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J2EE Journal: Article

New Book Claims: "There's Something Special About JBoss"

As Norman Richards and Sam Griffith, Jr. point out in their new book: "JBoss isn't an ordinary open source project"

'Most people come to JBoss because they want a J2EE application server, but JBoss's dynamic architecture allows it to go well beyond J2EE,' note Norman Richards and Sam Griffith, Jr. in a new book, 'JBoss: A Developer's Notebook' just published by O'Reilly.

JBoss isn't an ordinary open source project. It isn't an ordinary J2EE application server, either. As Richards and Griffiths state: there's something special about JBoss.

For example, JBoss is one of few open source, community-driven projectsthat have found commercial success without betraying their roots. Although JBoss is freely available for any purpose, it's backed by a real company, JBoss, Inc., whose hundred-plus full-time employees fuel the continued development of the project. They also provide training and support for those who need the reassurance of having strong vendor backing.  

But more extraordinary, claims the book, is the technology itself.

"Although JBoss provides a fully certified J2EE container, you're free to alter the services provided to make J2EE work the way you want," Richards and Griffith explain. "You can even throw J2EE away completely, working at a lower services level or at a higher level using technologies such as AOP and Hibernate. You can make JBoss as heavy or as light as you need it to be. You can stick to the J2EE specification for maximum portability oryou can rewrite the rules to obtain maximum agility and performance."

The book is built around practical examples that range from installing JBoss to rolling out an actual production system. The book doesn't explain how to write EJBs or JSPs; its focus is on getting all of the components to work together in a realapplication and is weighted towards hands-on lab-style exercises and light on lecture and theory.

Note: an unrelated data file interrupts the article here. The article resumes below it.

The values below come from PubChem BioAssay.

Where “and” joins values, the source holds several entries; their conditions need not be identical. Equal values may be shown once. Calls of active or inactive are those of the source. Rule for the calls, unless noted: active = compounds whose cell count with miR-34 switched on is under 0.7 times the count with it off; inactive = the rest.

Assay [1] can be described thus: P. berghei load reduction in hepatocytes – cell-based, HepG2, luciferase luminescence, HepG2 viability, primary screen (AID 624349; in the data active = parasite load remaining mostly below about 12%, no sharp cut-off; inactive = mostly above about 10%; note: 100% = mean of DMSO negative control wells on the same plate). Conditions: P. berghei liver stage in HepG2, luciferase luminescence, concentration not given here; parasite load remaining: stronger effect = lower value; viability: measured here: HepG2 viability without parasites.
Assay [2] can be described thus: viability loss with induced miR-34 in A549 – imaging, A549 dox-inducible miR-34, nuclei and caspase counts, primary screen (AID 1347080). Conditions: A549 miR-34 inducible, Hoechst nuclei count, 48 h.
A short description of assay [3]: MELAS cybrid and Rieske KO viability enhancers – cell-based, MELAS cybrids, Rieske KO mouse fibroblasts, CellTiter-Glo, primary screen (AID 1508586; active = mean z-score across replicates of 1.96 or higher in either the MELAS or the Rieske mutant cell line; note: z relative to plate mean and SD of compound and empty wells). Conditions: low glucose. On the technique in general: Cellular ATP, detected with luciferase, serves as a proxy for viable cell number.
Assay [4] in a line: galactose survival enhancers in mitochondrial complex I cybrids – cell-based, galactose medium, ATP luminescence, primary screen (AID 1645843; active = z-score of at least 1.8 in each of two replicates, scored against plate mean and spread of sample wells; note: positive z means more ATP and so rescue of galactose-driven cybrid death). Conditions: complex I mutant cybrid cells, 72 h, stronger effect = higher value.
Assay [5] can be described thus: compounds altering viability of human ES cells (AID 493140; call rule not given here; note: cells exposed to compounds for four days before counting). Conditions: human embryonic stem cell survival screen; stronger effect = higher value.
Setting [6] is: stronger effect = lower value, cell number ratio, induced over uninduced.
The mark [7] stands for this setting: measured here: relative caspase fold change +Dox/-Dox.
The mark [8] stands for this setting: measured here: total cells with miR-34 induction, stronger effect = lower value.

Developers working through the exercises will learn how to:

  • Install, configure, and monitor JBoss
  • Use Ant to generate and deploy WAR and EAR files
  • Use Xdoclet to automate the tedious parts of J2EE
  • Work with real-world databases--commercial and open source
  • Configure security, including stackable login modules and SSSL
  • Configure Log4J to log important events from the server and applications
  • Generate database schema automatically and keep the schema in sync with EJBs
  • Map preexisting schema into objects
  • Roll out a full-fledged production application



  • More Stories By Jeremy Geelan

    Jeremy Geelan is Chairman & CEO of the 21st Century Internet Group, Inc. and an Executive Academy Member of the International Academy of Digital Arts & Sciences. Formerly he was President & COO at Cloud Expo, Inc. and Conference Chair of the worldwide Cloud Expo series. He appears regularly at conferences and trade shows, speaking to technology audiences across six continents. You can follow him on twitter: @jg21.

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    Most Recent Comments
    Jack D. Herrington 07/22/05 07:25:57 AM EDT

    At just 130 pages this book is super light on exposition. Expect to be taken on a lightning ride. And if that works for you. If that's not for you. If, for example, JBoss is your first Java environment, then I would look elsewhere.